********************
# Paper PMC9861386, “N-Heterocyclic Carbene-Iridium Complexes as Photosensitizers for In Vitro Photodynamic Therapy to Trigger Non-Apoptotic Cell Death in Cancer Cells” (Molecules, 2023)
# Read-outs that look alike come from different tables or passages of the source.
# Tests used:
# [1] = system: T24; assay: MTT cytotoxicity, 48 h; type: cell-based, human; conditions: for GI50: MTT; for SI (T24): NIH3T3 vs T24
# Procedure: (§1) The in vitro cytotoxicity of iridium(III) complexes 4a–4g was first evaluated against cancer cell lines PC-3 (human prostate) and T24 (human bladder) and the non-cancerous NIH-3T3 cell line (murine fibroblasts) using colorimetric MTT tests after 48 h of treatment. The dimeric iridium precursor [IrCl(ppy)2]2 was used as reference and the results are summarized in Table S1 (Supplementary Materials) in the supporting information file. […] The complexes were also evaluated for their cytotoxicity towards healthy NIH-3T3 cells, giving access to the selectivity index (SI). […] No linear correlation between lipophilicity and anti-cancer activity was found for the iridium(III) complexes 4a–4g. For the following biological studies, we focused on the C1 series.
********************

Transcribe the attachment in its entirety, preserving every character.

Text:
# Paper PMC9861386, “N-Heterocyclic Carbene-Iridium Complexes as Photosensitizers for In Vitro Photodynamic Therapy to Trigger Non-Apoptotic Cell Death in Cancer Cells” (Molecules, 2023)
# Read-outs that look alike come from different tables or passages of the source.
# Tests used:
# [1] = system: T24; assay: MTT cytotoxicity, 48 h; type: cell-based, human; conditions: for GI50: MTT; for SI (T24): NIH3T3 vs T24
# Procedure: (§1) The in vitro cytotoxicity of iridium(III) complexes 4a–4g was first evaluated against cancer cell lines PC-3 (human prostate) and T24 (human bladder) and the non-cancerous NIH-3T3 cell line (murine fibroblasts) using colorimetric MTT tests after 48 h of treatment. The dimeric iridium precursor [IrCl(ppy)2]2 was used as reference and the results are summarized in Table S1 (Supplementary Materials) in the supporting information file. […] The complexes were also evaluated for their cytotoxicity towards healthy NIH-3T3 cells, giving access to the selectivity index (SI). […] No linear correlation between lipophilicity and anti-cancer activity was found for the iridium(III) complexes 4a–4g. For the following biological studies, we focused on the C1 series.